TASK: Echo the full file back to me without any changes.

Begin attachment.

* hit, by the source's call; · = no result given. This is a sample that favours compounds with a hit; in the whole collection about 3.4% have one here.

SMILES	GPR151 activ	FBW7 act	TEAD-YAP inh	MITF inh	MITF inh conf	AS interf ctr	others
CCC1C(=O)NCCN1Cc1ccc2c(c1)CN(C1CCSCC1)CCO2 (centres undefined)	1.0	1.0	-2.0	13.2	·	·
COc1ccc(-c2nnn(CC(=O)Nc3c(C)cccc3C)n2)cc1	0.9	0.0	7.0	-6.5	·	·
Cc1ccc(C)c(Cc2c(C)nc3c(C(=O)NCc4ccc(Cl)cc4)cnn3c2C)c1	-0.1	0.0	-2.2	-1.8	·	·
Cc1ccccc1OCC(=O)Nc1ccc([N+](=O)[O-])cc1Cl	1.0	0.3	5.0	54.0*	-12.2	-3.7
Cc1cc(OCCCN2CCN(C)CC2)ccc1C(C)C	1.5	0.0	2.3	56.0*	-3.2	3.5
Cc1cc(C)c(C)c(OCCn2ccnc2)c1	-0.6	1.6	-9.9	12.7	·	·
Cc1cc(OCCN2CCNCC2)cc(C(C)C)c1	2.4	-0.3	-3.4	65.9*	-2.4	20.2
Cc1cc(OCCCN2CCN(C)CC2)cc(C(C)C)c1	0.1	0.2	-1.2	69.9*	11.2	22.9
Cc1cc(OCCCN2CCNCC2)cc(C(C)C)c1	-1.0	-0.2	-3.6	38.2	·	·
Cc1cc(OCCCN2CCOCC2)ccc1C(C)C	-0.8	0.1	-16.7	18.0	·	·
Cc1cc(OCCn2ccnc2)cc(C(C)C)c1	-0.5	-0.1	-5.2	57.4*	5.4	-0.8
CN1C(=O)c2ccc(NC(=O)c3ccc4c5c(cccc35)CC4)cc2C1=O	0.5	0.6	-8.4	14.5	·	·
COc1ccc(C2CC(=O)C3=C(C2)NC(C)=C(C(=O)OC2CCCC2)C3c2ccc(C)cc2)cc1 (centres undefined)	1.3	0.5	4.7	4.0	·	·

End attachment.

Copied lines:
* hit, by the source's call; · = no result given. This is a sample that favours compounds with a hit; in the whole collection about 3.4% have one here.

SMILES	GPR151 activ	FBW7 act	TEAD-YAP inh	MITF inh	MITF inh conf	AS interf ctr	others
CCC1C(=O)NCCN1Cc1ccc2c(c1)CN(C1CCSCC1)CCO2 (centres undefined)	1.0	1.0	-2.0	13.2	·	·
COc1ccc(-c2nnn(CC(=O)Nc3c(C)cccc3C)n2)cc1	0.9	0.0	7.0	-6.5	·	·
Cc1ccc(C)c(Cc2c(C)nc3c(C(=O)NCc4ccc(Cl)cc4)cnn3c2C)c1	-0.1	0.0	-2.2	-1.8	·	·
Cc1ccccc1OCC(=O)Nc1ccc([N+](=O)[O-])cc1Cl	1.0	0.3	5.0	54.0*	-12.2	-3.7
Cc1cc(OCCCN2CCN(C)CC2)ccc1C(C)C	1.5	0.0	2.3	56.0*	-3.2	3.5
Cc1cc(C)c(C)c(OCCn2ccnc2)c1	-0.6	1.6	-9.9	12.7	·	·
Cc1cc(OCCN2CCNCC2)cc(C(C)C)c1	2.4	-0.3	-3.4	65.9*	-2.4	20.2
Cc1cc(OCCCN2CCN(C)CC2)cc(C(C)C)c1	0.1	0.2	-1.2	69.9*	11.2	22.9
Cc1cc(OCCCN2CCNCC2)cc(C(C)C)c1	-1.0	-0.2	-3.6	38.2	·	·
Cc1cc(OCCCN2CCOCC2)ccc1C(C)C	-0.8	0.1	-16.7	18.0	·	·
Cc1cc(OCCn2ccnc2)cc(C(C)C)c1	-0.5	-0.1	-5.2	57.4*	5.4	-0.8
CN1C(=O)c2ccc(NC(=O)c3ccc4c5c(cccc35)CC4)cc2C1=O	0.5	0.6	-8.4	14.5	·	·
COc1ccc(C2CC(=O)C3=C(C2)NC(C)=C(C(=O)OC2CCCC2)C3c2ccc(C)cc2)cc1 (centres undefined)	1.3	0.5	4.7	4.0	·	·